# Smith wording improvement

Mike Ossipoff dfb at bbs.cruzio.com
Fri Apr 19 02:44:24 PDT 1996

Where I said "...some member of the Smith set...", I could instead
say "...any one or more members of the Smith set..."

Still, "some member of the Smith set" seems pretty unmistakable in its
meaning. If I'm a candidate, and there's a candidate known to be in the
Smith set, and I don't have more defeats than he/she does, then I can
say that I don't have more defeats than some member of the Smith set,
and I don't know how anyone could construe the wording so as to say
that isn't so.

***

Of course I never said that my suggested procedure was an algorithm
or a computer program. That's why I didn't say in what order to
check the alternatives not known to be in the Smith set to find out
if they beat or tie a known member of the Smith set--It makes no difference
in what order it's done, and I was stating a way of determining the Smith
set members, not writing an algorithm. Plainly if one wrote a computer
program one would have to specify that those alternatives be checked in
some particular order.

Likewise, it doesn't matter if we test alternatives for not being
beaten by more alternatives than 1 or more known members of the Smith
set first, or whether we first check them for whether they beat or
tie a known Smith set member. It doesn't matter because, either way,
if an alternative passes that test it's established as a Smith set
member.

But if I were specifying the order in which to do those things, I'd
say:
1. Order the alternatives according to how many alternatives they're
beaten by.

2. The alternative beaten by fewest other alternatives is a member
of the Smith set (as are any alternatives tied for that distinction).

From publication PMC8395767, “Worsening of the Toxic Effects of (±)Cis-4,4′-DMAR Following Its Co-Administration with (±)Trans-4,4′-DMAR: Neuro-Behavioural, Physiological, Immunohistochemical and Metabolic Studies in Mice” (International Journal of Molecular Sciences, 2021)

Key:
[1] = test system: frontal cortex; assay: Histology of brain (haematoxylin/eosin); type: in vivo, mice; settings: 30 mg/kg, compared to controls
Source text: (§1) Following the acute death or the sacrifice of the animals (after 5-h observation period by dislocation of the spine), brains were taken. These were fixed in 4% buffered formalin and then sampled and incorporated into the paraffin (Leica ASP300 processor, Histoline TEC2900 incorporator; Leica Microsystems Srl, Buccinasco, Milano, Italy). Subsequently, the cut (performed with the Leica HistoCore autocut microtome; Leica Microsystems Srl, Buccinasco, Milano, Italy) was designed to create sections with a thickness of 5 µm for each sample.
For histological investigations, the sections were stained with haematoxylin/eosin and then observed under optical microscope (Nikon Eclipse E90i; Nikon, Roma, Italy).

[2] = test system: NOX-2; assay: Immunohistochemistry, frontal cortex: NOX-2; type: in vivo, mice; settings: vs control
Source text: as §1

3. Determine by how many alternatives is beaten the known member of
the Smith set which is beaten by the most alternatives.

4. Any alternative not yet named as a member of the Smith set, which
isn't beaten by more alternatives than the number in paragraph 3
shall be named as a member of the Smtih set.

5. Check each alternative not yet named as a Smith set member
(starting with the one beaten with the most alternatives, and
then checking the one beaten by the next largest number of alternatives,
etc.) by comparing it one at a time to each named mamber of the Smith
set (starting with the named Smith set member beaten by the most other
alternatives, then comparing to the known Smith set member beaten
by the next largest number of alternatives, etc.) to determine if
that alternative not yet named as a Smith set member beats or ties
that known Smith set member.

6. If any new Smith set members were found in the most recent
carrying out of paragraphs 5 &/or 6, then go to paragraph 3. Else
stop.

***

It makes it much longer when one specifies the order in which to
do those comparisons. That's why I didn't, in my previous
letters, since, as I said, it doesn't matter about the order, except
for speeding up the process. Since, when it's time to determine if
any more alternatives beat or tie a known Smith set member, each
has to be so checked, and since finding one beaten by lots of alternatives
would yield more new Smith set members in paragraph 4, I started with
the ones beaten by the most alternatives. The reason why I'd compare
an alternative not yet named as a Smith set member to the known Smith
set members starting with the known Smith set member beaten by the most
alternatives is that such an alternative has a better chance of being
beaten or tied, and it's only necessary to beat or tie one of them.

Anyway, it was for brevity & simplicity that I didn't specify the
order of the comparisons in previous letters.

***

One thing I left out of the detailed procedure in this letter is:
When I said to start with the alternative that is beaten by the
most alternatives, and then do the one beaten by the next highest
number of alternatives, etc., I didn't specify what to do when
2 are tied in that respect. So let me specify it now: The one with
the lowest "alternative number" goes first. (I'd, at the beginning
of the count, or on the blackboard in a committee vote, give each
alternative an "alternative number".

There now, I've specified every detail of what to do in what order.

And please note that I've done it in English. I still have no idea
what it is that Bruce is saying to do, since it's all in language
intended to be decrypted only by other mathematicians.

***

But if you aren't into formulese, I've posted, first, a brief
description of a Smith set procedure, and, now, one which details
the order in which to do things.

***

Mike

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